Xbox Series S’ GPU is too weak for the future, says Alan Wake 2 devs

xbox series s might not be able to handle future games
Credit: Microsoft/Remedy/Epic Games

xbox series s might not be able to handle future games
Credit: Microsoft/Remedy/Epic Games

Now that we’re a few years into current-gen gaming, the Xbox Series S has proven to be a bit of a liability for Microsoft. The weaker GPU has proven to be an issue for many a developer, with Alan Wake 2 devs pointing out its difficulties.

During an interview with IGN, Thomas Puha, the communications director for Remedy, pointed out how difficult it has been to work with the Series S. While Puha says that the CPUs are the same, the weaker GPU means less memory to store, which has proven to be an issue for these ports.

"There's a massive difference on Series S and Series X GPU... every game is different and every developer is different, but you can't have sort of the best of both worlds and you've got to choose where you're going to focus,” explains Puha.

Puha does assure Xbox Series S owners that Alan Wake 2 will run at a solid 30fps, but the Series X will obviously be superior. Still, it is disappointing to see developers limited by the hardware they have to develop for. We’re sure these devs are happy that the horror sequel won’t be coming to Switch.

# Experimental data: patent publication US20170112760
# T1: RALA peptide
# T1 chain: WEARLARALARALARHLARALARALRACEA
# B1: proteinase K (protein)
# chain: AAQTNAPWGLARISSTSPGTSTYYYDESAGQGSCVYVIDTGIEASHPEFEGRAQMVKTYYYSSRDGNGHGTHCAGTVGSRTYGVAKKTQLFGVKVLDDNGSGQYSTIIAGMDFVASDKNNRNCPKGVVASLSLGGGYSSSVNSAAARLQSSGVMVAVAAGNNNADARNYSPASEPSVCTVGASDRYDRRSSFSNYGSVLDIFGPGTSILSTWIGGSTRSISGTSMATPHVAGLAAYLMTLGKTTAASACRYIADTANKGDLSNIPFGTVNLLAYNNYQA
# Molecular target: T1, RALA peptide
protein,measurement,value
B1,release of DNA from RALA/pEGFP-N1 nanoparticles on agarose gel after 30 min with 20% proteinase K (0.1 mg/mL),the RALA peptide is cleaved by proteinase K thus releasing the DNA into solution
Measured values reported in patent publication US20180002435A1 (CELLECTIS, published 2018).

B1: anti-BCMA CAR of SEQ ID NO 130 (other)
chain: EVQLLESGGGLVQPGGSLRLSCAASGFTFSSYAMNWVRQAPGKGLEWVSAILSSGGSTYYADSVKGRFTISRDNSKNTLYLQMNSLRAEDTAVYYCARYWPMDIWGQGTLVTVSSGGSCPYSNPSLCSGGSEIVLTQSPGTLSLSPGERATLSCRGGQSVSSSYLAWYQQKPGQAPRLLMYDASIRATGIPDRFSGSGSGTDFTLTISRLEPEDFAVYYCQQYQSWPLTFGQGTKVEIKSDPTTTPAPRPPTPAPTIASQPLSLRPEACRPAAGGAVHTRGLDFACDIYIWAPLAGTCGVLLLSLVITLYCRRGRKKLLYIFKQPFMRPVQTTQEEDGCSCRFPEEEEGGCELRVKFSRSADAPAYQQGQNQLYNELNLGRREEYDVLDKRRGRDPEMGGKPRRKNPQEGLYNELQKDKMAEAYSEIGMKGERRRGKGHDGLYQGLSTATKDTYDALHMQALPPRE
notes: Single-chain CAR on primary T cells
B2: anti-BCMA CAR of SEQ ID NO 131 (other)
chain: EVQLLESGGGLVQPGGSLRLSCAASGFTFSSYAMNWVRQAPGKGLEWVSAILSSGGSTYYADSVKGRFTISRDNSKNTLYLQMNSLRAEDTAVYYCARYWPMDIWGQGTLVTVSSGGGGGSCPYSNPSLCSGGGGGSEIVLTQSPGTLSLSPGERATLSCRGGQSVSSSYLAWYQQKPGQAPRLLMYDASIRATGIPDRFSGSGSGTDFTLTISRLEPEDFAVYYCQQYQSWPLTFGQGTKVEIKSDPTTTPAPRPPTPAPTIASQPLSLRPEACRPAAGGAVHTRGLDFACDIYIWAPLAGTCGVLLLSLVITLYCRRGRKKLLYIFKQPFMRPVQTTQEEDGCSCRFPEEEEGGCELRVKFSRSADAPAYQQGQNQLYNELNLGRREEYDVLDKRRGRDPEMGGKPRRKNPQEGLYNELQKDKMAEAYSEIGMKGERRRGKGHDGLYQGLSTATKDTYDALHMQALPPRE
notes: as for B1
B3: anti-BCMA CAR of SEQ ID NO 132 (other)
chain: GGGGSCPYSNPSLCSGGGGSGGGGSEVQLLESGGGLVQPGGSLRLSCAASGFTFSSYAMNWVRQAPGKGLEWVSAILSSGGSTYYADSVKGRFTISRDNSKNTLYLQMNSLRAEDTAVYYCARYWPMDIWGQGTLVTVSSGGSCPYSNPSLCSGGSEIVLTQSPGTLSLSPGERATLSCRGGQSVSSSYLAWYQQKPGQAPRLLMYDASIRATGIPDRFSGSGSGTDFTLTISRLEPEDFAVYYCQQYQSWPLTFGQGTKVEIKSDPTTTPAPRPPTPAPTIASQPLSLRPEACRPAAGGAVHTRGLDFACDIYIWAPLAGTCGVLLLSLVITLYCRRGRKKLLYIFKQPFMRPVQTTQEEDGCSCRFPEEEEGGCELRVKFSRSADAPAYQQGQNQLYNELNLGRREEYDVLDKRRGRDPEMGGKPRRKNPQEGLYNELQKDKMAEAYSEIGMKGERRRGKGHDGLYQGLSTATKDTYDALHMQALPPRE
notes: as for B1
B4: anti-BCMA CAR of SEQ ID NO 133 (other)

"But we've really worked hard on getting S to run at a solid 30 and trying to maintain a good visual quality but like, if you want to see the game at its best in full next-gen power then it's going to be on the machines that have the hardware grunt to enable that,” Puha affirms.

Unfortunately, Remedy isn’t the only company that has struggled to make the Xbox Series S work. Larian Studios struggled quite a bit porting Baldur’s Gate 3 to the system, delaying its release on Series S and Series X before removing the online co-op. The fact this port still doesn’t have an official release date doesn’t help things.

Read More:

Fans looking for a budget ‘current-gen’ console can do much worse than an Xbox Series S. Just don’t expect it to be a ‘true’ current-gen system.

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